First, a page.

Penny and George

A Unique Journey

Penny’s husband, George, sustained a brain injury after a fall in his bathroom. In this case study she talks openly about George before the accident, the impact of his injuries, the challenges they have faced together and the role of the Neurological Occupational Therapist

This unique journey helps us to reflect on the consequence of brain injury, many of which are far reaching and go beyond the challenges experienced by an individual. Penny helps us to reflect on the fact that whilst brain injury can have a significant impact on an individual’s independence, often the impact on loved ones and families, as a whole, are just as important. Penny talks about the response of other people and the impact this has had on social interactions and engagements.

Penny’s occupational therapy journey started with a strong desire to understand George’s challenges. She needed support to help him relearn lost skills. The occupational therapy assessment highlighted a need to create a home environment that encouraged independence and purpose and strategies to help him manage his anxiety.

Facilitating change with George and optimising independence was a complex process given the symptoms he was experiencing. He needed to be considered holistically, taking into account his current and previous lifestyle, his personality, values, beliefs, activities, environment and routines. Penny needed support to understand where she could help, as well as to identify where making small changes herself would make a big difference.

…his peers are not good, particularly the pushier ones; they don’t know what to do and probably fire a stream of questions, which is hopeless…. empathy is not their thing, I think…

Our view of the world is unique to us as individuals. Occupational Therapists talk about the concept of ‘doing’ in the context of activity and, for all of us without a disability, the experience of living and doing is fluid and effortless. This is something we take for granted. When we are doing activities, our bodies disappear to us

For George, his brain injury significantly impaired his cognitive abilities, impacting largely on his memory which, being a core cognitive skill, also impacted on many aspects of everyday life. George is unable to organise, plan ahead or remember new information. He struggles to organise his thoughts and express himself in a way that is easily understood by others. As a consequence, he experiences anxiety and this has a negative impact on his abilities.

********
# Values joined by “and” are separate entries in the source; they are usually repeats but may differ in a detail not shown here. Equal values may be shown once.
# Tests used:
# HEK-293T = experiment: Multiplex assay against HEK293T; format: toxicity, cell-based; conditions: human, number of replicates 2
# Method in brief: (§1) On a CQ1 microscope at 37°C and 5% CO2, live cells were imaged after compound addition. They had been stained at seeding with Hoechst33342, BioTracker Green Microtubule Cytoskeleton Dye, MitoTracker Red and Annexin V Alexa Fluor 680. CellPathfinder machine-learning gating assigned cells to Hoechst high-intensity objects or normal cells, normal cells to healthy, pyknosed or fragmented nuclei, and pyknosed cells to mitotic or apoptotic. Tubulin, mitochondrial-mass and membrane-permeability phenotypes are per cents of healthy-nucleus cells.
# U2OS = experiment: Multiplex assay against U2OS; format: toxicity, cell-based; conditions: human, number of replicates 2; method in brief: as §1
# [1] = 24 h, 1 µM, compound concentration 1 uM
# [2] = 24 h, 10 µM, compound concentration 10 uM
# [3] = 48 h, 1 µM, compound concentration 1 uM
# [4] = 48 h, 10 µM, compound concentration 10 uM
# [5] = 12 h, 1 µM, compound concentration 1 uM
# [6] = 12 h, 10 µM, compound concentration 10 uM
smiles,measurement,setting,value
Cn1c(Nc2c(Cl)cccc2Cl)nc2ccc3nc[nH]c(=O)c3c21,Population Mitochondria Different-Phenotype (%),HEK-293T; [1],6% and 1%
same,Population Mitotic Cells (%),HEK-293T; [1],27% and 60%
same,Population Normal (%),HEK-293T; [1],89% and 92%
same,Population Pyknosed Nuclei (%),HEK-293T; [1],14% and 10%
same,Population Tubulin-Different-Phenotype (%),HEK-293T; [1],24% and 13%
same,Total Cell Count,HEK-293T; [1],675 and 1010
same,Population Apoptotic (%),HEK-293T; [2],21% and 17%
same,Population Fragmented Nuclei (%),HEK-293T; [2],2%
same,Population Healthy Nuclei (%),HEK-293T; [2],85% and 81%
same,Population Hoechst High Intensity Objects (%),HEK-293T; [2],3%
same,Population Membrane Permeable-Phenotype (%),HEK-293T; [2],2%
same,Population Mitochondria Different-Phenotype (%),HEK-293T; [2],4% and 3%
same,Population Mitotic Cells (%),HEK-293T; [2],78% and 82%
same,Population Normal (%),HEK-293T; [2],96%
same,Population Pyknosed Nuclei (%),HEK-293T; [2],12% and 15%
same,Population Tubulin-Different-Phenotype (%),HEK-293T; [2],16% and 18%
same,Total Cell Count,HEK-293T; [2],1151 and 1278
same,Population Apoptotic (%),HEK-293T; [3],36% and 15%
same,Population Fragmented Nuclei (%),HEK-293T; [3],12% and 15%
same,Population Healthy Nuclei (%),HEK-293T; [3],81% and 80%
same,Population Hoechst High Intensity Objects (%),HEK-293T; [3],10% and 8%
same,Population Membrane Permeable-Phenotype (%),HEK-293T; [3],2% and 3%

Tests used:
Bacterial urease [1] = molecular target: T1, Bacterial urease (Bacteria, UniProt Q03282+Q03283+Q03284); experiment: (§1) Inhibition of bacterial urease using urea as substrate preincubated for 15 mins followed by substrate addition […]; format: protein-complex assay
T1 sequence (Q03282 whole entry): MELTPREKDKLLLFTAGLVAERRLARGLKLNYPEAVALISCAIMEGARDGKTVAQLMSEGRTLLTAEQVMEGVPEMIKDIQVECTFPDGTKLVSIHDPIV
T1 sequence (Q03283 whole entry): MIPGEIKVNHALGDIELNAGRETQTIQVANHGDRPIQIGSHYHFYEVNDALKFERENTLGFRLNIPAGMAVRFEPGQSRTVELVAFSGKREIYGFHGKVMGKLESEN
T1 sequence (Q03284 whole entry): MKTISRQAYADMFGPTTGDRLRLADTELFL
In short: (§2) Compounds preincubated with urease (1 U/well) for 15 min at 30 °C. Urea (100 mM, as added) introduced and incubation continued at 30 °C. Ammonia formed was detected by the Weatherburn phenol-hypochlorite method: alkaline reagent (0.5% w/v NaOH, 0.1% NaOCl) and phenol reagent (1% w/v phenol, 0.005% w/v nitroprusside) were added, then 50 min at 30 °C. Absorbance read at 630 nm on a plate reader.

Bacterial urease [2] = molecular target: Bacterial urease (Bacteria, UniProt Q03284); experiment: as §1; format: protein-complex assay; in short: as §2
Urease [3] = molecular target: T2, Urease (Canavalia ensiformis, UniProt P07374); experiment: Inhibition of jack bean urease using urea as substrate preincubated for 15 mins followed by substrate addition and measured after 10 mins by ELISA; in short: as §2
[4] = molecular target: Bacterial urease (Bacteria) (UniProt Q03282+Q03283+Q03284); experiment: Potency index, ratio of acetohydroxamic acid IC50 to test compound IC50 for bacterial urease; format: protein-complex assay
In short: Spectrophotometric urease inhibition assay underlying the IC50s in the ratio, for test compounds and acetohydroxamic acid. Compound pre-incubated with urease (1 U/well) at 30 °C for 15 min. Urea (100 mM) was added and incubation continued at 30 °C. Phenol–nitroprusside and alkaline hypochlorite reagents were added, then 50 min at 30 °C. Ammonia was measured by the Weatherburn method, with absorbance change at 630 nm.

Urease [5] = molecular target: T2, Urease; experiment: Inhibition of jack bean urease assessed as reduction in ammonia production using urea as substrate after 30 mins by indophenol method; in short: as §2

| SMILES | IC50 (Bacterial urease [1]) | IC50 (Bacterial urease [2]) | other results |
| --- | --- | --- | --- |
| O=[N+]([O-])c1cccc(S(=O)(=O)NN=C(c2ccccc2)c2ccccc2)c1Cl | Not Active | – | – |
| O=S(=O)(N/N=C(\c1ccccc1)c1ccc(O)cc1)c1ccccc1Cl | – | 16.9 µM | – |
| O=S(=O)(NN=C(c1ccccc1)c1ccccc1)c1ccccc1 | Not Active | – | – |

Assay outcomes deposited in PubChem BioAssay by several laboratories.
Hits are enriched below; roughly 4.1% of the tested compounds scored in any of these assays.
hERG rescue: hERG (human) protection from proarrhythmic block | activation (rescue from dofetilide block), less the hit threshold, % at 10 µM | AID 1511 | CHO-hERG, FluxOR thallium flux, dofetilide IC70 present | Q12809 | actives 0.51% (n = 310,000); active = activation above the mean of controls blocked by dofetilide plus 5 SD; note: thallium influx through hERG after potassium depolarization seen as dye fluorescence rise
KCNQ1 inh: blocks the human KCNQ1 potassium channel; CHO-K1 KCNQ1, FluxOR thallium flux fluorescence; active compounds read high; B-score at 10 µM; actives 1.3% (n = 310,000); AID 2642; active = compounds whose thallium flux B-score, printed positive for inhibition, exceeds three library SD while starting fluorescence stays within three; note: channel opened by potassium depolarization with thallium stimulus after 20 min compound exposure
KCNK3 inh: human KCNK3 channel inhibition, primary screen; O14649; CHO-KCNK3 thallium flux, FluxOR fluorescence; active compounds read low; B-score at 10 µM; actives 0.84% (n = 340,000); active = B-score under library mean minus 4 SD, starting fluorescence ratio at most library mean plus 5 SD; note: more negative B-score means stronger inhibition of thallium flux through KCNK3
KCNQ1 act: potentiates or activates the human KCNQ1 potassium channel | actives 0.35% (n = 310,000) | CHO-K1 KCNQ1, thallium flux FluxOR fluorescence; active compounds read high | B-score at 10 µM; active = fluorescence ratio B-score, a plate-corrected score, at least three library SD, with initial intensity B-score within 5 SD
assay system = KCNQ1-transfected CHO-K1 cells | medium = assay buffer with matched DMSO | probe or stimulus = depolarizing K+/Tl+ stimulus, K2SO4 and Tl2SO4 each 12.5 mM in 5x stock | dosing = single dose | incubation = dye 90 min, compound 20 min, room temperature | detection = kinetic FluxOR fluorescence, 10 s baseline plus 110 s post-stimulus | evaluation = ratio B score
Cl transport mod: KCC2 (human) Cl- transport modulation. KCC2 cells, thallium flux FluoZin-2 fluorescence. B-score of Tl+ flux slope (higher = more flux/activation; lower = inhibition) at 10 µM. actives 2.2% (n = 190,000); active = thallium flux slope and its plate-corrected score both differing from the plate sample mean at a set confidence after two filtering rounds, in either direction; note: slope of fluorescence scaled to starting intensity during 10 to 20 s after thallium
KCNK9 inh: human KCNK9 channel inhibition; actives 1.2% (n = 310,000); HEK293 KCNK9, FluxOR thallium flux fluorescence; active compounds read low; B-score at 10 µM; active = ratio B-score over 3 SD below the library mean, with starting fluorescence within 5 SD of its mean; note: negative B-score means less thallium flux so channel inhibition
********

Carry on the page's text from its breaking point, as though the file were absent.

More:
As a starting point, it was important to establish carefully what is important to George, what drives him to action, how he views himself in different situations, what he expected from activities and interactions, and what roles he valued for himself and the roles of others.

We needed to look at how George actually functioned within everyday activities; his abilities and limitations relating to specific skills. Equally, we needed to consider his previous and new routines and habits, as well as the structure, value and role of these routines in his day-to-day life.

Finally, assessment of George’s environment was essential to identify physical barriers and opportunities, to look at social experiences and the feedback these experiences provided, to make assumptions based on how interactions affected George and how they might impact on him in the future.

Occupational Therapy Plans in Focus

Using a dynamic approach to occupational therapy rehabilitation, we assisted George and Penny with a number of areas.

  • Treatment plans and rehabilitation goals were discussed together with Penny and George.
  • Time was spent on education to help them both understand the day-to-day functional challenges, including approaches that helped and hindered progress.
  • We advised on the implementation of practical self-help strategies that George could use every day.
  • We completed activities together to explore George’s strengths and reflect on challenges.
  • Activities were related to George’s past and to his valued roles and skills.
  • Activities were introduced that challenged physical and cognitive abilities.
  • Voluntary work placements were explored to help with introducing a structure and purpose to the week.
  • We provided education and support for carers and family regarding expectations, pacing of activities, importance of routine and consistency and a need to provide a safe and familiar base from which George could explore his potential.

Once you are pushing the boundaries, when you are dealing with something that is so difficult to deal with, you need the best…we need help, everyone needs help and from someone who has seen it before…


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